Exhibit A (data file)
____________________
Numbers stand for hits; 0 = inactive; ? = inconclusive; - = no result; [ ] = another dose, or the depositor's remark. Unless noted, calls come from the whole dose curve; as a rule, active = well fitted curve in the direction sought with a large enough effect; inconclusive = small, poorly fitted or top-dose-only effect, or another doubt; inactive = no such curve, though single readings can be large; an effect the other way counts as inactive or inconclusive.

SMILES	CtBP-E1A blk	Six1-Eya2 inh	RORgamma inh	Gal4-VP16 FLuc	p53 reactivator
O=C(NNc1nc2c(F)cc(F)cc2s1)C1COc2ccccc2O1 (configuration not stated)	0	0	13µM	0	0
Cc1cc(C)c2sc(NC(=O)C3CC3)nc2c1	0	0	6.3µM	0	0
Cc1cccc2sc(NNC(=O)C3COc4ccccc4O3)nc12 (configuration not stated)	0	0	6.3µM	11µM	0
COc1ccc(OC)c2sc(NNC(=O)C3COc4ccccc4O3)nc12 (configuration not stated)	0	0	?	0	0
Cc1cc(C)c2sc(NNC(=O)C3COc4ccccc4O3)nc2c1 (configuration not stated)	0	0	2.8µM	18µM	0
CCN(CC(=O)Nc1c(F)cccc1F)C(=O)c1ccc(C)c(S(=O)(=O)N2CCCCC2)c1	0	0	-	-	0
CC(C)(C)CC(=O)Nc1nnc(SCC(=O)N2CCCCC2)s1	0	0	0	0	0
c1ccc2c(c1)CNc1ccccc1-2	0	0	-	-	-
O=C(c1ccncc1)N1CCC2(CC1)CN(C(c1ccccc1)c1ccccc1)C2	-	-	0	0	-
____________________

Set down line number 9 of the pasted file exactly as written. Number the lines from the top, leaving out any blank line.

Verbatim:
CC(C)(C)CC(=O)Nc1nnc(SCC(=O)N2CCCCC2)s1	0	0	0	0	0